Common Nightingale

A small passerine bird from the family of the Old World flycatchers (body length: 15–17 cm, wingspan: 23–26 cm, weight: 16–27.5 g). The nightingale is a little larger than a sparrow. The upperparts are brown, with a russet tail fan and tail feathers, while the underparts are greyish beige, with a lighter throat. An inconspicuous light stripe runs across the brow. The sexes are similar in coloration. In the wild, it is often difficult to tell the common nightingale apart from the thrush nightingale; its tail is somewhat redder, while the lower part of the throat and breast are without visible vermiculation. The main difference is its song. The common nightingale has an uncommonly broad range of vocalization, switching between flute-like sounds, forceful raps, whistling and gurgling.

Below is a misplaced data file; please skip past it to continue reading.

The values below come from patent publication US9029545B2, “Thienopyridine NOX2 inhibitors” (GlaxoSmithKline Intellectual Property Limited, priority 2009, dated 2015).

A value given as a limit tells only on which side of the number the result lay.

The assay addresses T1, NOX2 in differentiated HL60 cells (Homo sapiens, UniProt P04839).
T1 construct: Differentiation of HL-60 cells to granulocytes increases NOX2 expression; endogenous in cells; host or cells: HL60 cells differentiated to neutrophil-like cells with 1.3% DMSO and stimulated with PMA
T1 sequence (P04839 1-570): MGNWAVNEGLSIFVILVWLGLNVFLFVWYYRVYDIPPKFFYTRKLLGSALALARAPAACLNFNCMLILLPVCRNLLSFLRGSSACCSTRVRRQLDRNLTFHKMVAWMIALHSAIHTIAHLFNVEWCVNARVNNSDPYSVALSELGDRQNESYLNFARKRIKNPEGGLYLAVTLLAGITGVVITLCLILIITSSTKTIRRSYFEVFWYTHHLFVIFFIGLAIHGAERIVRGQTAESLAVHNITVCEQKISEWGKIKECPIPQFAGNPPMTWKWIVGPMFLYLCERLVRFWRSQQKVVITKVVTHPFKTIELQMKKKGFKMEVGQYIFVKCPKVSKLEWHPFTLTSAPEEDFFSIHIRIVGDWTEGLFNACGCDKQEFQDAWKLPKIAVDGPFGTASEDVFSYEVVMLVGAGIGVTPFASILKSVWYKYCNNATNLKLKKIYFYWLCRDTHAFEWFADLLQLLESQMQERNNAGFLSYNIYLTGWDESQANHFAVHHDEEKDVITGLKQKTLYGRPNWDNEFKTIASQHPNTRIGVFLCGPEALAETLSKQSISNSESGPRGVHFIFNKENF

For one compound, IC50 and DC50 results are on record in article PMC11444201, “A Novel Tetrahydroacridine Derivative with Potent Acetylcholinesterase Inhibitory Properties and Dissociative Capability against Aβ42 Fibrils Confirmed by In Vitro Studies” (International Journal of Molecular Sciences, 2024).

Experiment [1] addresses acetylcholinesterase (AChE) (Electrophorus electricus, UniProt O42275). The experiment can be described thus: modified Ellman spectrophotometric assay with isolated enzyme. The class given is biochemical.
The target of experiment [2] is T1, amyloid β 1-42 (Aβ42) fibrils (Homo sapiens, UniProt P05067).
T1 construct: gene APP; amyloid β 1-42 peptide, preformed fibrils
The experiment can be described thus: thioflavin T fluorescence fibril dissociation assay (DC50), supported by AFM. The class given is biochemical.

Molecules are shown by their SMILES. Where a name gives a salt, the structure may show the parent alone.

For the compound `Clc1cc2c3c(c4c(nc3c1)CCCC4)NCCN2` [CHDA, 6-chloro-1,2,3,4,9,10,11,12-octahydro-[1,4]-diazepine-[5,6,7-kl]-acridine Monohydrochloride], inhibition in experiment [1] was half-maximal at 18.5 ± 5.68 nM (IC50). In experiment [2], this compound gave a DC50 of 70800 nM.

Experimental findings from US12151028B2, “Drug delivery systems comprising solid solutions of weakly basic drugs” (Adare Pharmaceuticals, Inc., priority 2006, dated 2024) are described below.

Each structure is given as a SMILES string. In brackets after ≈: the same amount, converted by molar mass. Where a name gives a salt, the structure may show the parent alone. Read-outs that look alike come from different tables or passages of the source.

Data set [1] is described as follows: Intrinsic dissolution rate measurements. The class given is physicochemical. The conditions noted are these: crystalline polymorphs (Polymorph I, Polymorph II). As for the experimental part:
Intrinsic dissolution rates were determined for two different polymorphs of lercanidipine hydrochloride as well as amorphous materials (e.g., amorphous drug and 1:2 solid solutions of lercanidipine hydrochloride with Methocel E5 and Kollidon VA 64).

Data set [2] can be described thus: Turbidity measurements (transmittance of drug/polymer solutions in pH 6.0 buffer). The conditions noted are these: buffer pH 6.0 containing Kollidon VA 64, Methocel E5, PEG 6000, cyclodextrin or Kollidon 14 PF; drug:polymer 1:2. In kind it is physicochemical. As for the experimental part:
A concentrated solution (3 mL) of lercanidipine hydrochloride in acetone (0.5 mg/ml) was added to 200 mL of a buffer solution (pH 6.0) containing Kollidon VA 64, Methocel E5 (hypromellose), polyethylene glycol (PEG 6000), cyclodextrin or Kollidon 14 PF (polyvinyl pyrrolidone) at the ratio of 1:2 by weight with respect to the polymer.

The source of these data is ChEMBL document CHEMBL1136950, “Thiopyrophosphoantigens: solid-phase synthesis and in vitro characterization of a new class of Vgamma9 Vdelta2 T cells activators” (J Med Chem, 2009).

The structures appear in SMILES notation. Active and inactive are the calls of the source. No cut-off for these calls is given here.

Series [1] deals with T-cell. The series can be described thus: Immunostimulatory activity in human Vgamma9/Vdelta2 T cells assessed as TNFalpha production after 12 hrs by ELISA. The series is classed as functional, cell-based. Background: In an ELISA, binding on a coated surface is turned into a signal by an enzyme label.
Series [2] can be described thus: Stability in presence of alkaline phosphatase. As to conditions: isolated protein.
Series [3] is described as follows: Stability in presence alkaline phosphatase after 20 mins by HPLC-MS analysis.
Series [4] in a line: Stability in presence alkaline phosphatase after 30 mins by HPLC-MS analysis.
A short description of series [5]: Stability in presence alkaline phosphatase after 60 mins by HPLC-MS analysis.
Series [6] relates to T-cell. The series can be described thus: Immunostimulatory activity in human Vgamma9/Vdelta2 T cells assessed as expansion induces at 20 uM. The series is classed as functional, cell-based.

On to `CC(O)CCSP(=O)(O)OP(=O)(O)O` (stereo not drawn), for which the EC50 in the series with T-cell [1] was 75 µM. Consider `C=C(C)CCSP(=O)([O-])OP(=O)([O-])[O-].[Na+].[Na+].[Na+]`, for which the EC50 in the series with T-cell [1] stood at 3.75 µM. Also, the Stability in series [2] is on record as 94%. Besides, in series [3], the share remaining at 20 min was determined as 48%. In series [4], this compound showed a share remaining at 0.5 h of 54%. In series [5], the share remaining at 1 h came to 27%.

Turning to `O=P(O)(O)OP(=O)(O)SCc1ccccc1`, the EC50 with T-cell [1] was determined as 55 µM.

Example of wildlife habitats: